How Modern-Day Eugenics Spreads Dumb Ideas like a Virus
January 14, 2013 § Leave a Comment
Last week, the folks over at Richard Florida’s The Atlantic Cities wrote a real think piece. The article, entitled ‘How Economic Segregation Spreads Crime like a Virus’, is built upon a fairly simple and understandable premise; when varying economic groups are living within isolation, rather than integration, crime rates rise. Mind blowing, right?!
So why am I wasting my time telling you about a real whoop-dee-doo article that came out of intensive research from the cats over at the Brookings Institute and the D.C. Crime Policy Institute? Because in no uncertain terms is this article littered with unadulterated classism and ambiguous flashes of racism, and that’s a real problem. Not to mention that I think we can all agree with the idea that eugenics is a bad thing.
Let’s be clear, comparing poverty, or any other societal problem to a ‘virus’ in which ‘vaccinating’ entire communities are possible ‘solutions’ is very wrong. This is perhaps the worst way a person of privilege, with access to immense power via institutional juggernauts, can go about espousing an altogether agreeable sentiment.
When the author, John Roman, postulates this idea, that diversity is a good thing, he falls back on his laurels by automatically assuming that those with capital are the ones with the solutions. This may, due to lack of any critical insight on his part, be the base assumption that makes this article so hard to swallow. The author has either never heard of our nation’s rich history of economic/ racial segregation or is blissfully ignoring it to advance his own agenda. He begins framing his argument by suggesting…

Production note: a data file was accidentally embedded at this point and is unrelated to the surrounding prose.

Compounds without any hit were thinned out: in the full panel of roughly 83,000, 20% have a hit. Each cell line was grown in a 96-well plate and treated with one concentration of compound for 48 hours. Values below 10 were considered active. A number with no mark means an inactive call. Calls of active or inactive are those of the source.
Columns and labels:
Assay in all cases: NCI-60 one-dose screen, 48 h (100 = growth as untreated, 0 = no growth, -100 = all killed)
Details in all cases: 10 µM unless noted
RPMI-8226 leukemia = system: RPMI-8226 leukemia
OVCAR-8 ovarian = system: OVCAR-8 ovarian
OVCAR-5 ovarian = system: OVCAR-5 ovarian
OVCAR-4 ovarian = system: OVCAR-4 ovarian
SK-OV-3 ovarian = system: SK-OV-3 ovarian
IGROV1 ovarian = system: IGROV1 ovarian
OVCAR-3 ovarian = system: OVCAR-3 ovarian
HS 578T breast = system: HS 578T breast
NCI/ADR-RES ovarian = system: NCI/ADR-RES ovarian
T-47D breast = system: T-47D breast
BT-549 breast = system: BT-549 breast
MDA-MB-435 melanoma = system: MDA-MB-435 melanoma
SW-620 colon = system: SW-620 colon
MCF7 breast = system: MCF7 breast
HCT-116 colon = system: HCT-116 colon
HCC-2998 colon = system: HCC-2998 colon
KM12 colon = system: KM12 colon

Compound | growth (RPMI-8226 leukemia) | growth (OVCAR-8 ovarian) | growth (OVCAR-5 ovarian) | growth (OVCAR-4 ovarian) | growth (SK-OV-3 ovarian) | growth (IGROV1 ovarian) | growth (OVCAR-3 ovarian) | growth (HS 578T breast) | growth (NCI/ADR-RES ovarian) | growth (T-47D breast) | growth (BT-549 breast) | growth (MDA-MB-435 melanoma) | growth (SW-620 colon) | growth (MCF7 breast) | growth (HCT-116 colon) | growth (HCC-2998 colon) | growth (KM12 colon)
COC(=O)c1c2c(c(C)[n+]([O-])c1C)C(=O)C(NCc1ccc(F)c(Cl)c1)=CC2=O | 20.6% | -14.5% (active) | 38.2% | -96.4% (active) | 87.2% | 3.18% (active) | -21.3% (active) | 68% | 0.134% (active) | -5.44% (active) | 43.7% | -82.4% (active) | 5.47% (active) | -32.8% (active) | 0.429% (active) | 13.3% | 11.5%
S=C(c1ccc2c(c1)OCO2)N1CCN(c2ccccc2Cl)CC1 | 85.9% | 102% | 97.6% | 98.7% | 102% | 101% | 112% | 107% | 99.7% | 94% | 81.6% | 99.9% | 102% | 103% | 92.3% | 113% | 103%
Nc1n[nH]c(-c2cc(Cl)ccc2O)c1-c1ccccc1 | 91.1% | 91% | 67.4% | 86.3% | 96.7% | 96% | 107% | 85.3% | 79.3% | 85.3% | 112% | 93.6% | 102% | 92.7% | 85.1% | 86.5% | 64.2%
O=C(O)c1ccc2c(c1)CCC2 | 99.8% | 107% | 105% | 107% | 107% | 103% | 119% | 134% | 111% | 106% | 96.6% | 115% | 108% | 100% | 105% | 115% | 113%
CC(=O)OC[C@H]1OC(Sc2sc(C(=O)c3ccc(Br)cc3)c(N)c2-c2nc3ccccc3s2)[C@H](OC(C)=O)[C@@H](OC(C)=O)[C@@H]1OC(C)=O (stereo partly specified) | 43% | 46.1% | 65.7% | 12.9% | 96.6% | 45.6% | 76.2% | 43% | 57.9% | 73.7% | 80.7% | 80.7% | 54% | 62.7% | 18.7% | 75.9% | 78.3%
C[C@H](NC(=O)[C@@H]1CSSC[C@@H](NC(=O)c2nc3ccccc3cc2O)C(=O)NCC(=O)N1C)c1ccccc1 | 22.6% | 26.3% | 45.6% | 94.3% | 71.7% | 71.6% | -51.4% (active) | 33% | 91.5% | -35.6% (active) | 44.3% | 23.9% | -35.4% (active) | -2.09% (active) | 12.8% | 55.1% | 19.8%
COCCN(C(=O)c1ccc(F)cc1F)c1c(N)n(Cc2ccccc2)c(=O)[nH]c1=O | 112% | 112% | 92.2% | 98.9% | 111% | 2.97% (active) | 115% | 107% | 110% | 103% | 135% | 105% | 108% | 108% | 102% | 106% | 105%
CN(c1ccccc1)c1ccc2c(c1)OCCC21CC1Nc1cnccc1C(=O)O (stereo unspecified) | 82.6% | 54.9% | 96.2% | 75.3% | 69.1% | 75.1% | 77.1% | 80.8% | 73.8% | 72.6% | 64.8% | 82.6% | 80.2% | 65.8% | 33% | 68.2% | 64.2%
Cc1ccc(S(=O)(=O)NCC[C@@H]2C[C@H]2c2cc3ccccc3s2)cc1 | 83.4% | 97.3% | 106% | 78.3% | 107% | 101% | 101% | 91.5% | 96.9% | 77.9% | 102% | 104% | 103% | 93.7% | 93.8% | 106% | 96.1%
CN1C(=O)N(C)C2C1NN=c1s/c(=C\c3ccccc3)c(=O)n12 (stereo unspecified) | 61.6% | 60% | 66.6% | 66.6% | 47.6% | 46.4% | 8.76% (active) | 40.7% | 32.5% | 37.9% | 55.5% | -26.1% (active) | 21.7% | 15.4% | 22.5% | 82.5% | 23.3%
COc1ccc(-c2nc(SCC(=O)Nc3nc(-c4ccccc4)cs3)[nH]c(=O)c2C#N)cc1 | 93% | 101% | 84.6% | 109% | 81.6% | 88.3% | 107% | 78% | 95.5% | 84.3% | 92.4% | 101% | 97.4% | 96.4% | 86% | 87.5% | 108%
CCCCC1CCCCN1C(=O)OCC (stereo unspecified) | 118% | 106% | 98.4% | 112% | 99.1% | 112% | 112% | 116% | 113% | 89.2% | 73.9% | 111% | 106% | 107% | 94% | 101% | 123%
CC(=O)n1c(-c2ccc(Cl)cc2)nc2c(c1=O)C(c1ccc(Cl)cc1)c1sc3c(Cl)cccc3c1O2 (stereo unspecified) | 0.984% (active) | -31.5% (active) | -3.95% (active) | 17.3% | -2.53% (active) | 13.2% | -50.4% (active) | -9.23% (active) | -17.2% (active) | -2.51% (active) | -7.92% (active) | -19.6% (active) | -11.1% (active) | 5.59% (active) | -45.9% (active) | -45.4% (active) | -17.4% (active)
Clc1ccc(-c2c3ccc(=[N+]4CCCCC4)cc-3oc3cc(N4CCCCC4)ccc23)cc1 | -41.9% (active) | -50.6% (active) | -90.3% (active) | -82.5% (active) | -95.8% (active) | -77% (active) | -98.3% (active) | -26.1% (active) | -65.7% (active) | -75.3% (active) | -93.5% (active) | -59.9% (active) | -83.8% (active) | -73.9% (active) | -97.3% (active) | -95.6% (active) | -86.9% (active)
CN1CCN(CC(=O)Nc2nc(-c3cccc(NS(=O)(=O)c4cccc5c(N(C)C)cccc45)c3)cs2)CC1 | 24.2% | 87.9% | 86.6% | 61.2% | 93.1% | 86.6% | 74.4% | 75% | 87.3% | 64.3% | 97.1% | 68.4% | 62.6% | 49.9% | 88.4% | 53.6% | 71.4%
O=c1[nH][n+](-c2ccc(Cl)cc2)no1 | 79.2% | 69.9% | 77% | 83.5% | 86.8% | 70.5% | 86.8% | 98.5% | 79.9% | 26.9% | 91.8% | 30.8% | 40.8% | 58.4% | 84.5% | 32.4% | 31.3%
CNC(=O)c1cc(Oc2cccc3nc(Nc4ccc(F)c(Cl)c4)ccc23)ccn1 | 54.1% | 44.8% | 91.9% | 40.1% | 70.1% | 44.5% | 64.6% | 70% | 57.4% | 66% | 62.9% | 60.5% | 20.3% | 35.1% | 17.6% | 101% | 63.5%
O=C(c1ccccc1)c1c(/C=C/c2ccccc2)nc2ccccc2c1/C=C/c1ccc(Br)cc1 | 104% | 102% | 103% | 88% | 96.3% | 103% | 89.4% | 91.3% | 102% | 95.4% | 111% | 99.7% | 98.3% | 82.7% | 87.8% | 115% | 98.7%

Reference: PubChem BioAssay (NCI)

Here is the thought experiment: Suppose we set up the worst-case scenario, one where cities have no recourse to reduce crime other than arranging where people live. And suppose a city was assigned a set number of high-risk (economically disadvantaged) places, a set number of low-risk (highly prosperous) places, and some in between. Now we ask, how should the city arrange those places to create the most safety and the least amount of crime?
The answer is surprising.
At first glance, three things strike me as problematic; ‘high-risk’, ‘low-risk’ and ‘surprising’. First, this is in no way surprising. Now we are left to dissect the notion that the remainder of this article is predicated on; ‘high-risk’ and ‘low-risk’ communities. While the author may not directly state it, he artfully dances around the premise that white upper-class suburbanites can fix all of the problems of the urban core by displacing communities of color who are ‘economically disadvantaged.’ I hope you can begin to see my problem with the article. To build upon this let’s explore the root causes of this situation.